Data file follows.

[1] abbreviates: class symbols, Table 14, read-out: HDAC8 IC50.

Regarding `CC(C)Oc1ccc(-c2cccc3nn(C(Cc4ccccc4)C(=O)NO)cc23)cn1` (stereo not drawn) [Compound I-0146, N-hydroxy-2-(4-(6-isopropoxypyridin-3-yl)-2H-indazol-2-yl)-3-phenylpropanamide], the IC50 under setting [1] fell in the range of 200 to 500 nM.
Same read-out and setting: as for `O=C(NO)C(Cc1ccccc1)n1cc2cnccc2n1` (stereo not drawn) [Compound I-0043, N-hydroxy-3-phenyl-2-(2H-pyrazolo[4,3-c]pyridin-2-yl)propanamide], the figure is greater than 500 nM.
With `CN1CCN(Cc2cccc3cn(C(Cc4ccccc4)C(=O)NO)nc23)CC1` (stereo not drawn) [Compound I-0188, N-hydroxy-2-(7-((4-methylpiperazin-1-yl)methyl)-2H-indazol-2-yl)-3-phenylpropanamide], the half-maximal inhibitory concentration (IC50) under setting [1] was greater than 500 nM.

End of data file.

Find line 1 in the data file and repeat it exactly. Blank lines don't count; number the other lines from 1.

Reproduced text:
[1] abbreviates: class symbols, Table 14, read-out: HDAC8 IC50.